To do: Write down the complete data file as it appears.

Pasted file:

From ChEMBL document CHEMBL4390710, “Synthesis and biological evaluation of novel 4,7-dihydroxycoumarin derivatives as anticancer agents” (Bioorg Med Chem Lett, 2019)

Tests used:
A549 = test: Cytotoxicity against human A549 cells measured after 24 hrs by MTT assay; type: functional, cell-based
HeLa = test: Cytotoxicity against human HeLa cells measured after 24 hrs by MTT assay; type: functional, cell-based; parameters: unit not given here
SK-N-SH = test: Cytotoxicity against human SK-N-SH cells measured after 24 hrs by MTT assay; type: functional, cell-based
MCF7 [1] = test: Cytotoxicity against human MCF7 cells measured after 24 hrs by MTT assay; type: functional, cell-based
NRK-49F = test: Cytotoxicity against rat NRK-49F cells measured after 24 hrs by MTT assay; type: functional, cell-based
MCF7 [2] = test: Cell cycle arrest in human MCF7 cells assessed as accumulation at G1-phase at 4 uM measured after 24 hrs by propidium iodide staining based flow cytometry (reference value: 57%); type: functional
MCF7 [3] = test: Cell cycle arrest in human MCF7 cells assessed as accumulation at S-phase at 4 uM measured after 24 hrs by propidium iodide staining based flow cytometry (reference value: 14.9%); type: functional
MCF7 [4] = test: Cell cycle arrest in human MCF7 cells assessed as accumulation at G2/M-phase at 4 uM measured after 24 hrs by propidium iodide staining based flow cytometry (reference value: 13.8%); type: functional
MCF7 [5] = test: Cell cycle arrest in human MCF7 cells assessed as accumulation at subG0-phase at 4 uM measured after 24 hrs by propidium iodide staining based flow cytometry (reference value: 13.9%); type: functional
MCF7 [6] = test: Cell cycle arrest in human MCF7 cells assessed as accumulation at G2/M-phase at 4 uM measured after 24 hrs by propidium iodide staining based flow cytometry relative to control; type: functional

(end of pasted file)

From ChEMBL document CHEMBL4390710, “Synthesis and biological evaluation of novel 4,7-dihydroxycoumarin derivatives as anticancer agents” (Bioorg Med Chem Lett, 2019)

Tests used:
A549 = test: Cytotoxicity against human A549 cells measured after 24 hrs by MTT assay; type: functional, cell-based
HeLa = test: Cytotoxicity against human HeLa cells measured after 24 hrs by MTT assay; type: functional, cell-based; parameters: unit not given here
SK-N-SH = test: Cytotoxicity against human SK-N-SH cells measured after 24 hrs by MTT assay; type: functional, cell-based
MCF7 [1] = test: Cytotoxicity against human MCF7 cells measured after 24 hrs by MTT assay; type: functional, cell-based
NRK-49F = test: Cytotoxicity against rat NRK-49F cells measured after 24 hrs by MTT assay; type: functional, cell-based
MCF7 [2] = test: Cell cycle arrest in human MCF7 cells assessed as accumulation at G1-phase at 4 uM measured after 24 hrs by propidium iodide staining based flow cytometry (reference value: 57%); type: functional
MCF7 [3] = test: Cell cycle arrest in human MCF7 cells assessed as accumulation at S-phase at 4 uM measured after 24 hrs by propidium iodide staining based flow cytometry (reference value: 14.9%); type: functional
MCF7 [4] = test: Cell cycle arrest in human MCF7 cells assessed as accumulation at G2/M-phase at 4 uM measured after 24 hrs by propidium iodide staining based flow cytometry (reference value: 13.8%); type: functional
MCF7 [5] = test: Cell cycle arrest in human MCF7 cells assessed as accumulation at subG0-phase at 4 uM measured after 24 hrs by propidium iodide staining based flow cytometry (reference value: 13.9%); type: functional
MCF7 [6] = test: Cell cycle arrest in human MCF7 cells assessed as accumulation at G2/M-phase at 4 uM measured after 24 hrs by propidium iodide staining based flow cytometry relative to control; type: functional